Water regulators in California on Wednesday extended what are now largely symbolic conservation measures lingering from the drought after the state has seen one of the wettest winters in years.
Regulators decided to retain the measures at least until spring as a precaution against the possible return of dry weather — even as another major storm bears down on the state.
“I don’t think there’s just one way to go,” Felicia Marcus, chairwoman of the State Water Resources Control Board, said after several local water districts urged members to lift the regulations. “The better decision is to extend it and see later where we are.”
The current regulations are largely symbolic because roughly 80 percent California water districts say they have ample supplies and aren’t requiring residents to cut back on water.
The regulations require water districts to make monthly reports on their water use and prohibit residents from wasting water, such as washing sidewalks with a hose and turning on sprinklers after it rains.
Californians heeded the call to conserve water during the height of the five-year drought. But opponents of the regulations say the weather has dramatically changed.
“Here in San Diego County we are not experiencing drought conditions — many areas of the state are not,” said Dana Friehauf, water resources manager of the San Diego County Water Authority, which has invested millions of dollars in desalination and water efficiency.
“We’re going to continue to encourage people to use water efficiently,” she said. “We don’t need the drought emergency regulations in place to have folks do that.”
State residents used roughly 20 percent less water in December compared to the same time in 2013, the year before the drought emergency was declared, officials reported during the board meeting.
Enough water has been saved since mandatory conservation began in June 2015 to serve nearly one-third of the state’s population for a year.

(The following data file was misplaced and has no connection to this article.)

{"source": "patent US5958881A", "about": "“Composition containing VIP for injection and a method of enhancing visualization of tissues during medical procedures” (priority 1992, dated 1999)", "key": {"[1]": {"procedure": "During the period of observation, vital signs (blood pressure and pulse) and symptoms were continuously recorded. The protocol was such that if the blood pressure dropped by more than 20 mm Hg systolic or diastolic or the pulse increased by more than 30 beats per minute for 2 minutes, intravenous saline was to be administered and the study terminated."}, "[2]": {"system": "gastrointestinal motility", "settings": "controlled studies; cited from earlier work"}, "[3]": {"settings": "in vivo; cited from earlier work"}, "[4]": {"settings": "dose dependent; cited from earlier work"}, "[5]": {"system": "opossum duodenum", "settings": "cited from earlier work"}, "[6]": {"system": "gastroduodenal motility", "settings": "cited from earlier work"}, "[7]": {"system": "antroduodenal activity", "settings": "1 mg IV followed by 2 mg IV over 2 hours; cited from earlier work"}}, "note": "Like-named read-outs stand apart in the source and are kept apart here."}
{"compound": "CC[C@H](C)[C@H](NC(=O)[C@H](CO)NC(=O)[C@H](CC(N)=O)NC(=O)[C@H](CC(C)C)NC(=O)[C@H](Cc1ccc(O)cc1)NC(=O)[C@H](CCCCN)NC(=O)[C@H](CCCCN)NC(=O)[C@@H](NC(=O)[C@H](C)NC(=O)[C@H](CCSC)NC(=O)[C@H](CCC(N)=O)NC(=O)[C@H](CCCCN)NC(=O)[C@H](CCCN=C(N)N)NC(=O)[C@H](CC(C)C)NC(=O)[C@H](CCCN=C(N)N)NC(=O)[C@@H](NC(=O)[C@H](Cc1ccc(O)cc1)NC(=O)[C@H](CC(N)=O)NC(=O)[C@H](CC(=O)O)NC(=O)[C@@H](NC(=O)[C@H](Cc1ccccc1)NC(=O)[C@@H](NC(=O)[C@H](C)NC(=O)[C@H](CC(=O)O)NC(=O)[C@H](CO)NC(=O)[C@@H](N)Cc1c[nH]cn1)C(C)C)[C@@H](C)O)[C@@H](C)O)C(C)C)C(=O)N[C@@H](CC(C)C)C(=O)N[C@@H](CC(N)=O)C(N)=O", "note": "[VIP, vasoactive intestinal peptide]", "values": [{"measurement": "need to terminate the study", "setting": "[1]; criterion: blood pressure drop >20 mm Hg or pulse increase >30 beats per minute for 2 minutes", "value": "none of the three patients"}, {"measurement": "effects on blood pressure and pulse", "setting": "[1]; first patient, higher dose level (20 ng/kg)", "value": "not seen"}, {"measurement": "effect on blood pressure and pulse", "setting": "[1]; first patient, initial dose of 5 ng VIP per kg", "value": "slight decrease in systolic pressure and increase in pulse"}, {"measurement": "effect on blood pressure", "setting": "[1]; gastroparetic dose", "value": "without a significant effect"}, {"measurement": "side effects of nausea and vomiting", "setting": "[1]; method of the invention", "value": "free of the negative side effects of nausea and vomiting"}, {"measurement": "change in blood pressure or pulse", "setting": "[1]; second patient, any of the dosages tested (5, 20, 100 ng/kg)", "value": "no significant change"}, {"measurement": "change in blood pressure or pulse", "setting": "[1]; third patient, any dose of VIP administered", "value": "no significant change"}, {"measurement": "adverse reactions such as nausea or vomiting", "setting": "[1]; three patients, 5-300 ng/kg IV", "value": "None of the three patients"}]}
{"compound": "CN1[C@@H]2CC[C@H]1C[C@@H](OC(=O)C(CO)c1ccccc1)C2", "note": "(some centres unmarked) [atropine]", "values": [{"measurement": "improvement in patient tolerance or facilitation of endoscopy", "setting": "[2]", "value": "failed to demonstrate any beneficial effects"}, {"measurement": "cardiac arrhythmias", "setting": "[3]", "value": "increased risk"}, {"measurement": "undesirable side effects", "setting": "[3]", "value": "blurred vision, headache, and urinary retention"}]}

In January, storms drenched the state and filled some reservoirs. The Sierra Nevada snowpack, which provides much of the state’s water as it melts in the spring, recently measured at 182 percent of normal.
The rain total in downtown Los Angeles since October — the start of the wet season — has reached 15 ½ inches — far exceeding the normal annual rainfall.
It’s unclear whether Brown might lift the drought emergency.
The governor’s office referred request for comment on ending the emergency to California Natural Resources Agency spokeswoman Nancy Vogel, who said in an email before the meeting that the state is “not yet declaring an end to the drought.”
Some residents in the San Joaquin Valley still survive on bottled water because their wells are depleted, and swings from wet to dry years is only intensifying with climate change, Vogel said.
Brown declared the drought emergency in 2014 during the driest four-year period in California’s recorded history.
He later ordered California’s nearly 40 million people to cut water use by 25 percent —the first mandate of its kind in the state.
The State Water Resources Control Board relaxed the requirement last year, allowing districts to set their own conservation measures.
Joone Lopez, general manager of the Moulton Niguel Water District in Orange County, encouraged the state to leave the regulations in place after they focused the public’s attention on conservation.
The district receives much of its water from the Colorado River, a system that is overdrawn regardless of California’s drought, she said.
“People recognize this historic drought was years in the making,” Lopez said. “Two months of rain isn’t going to get us out.”
SOURCE: The Associated Press, Scott Smith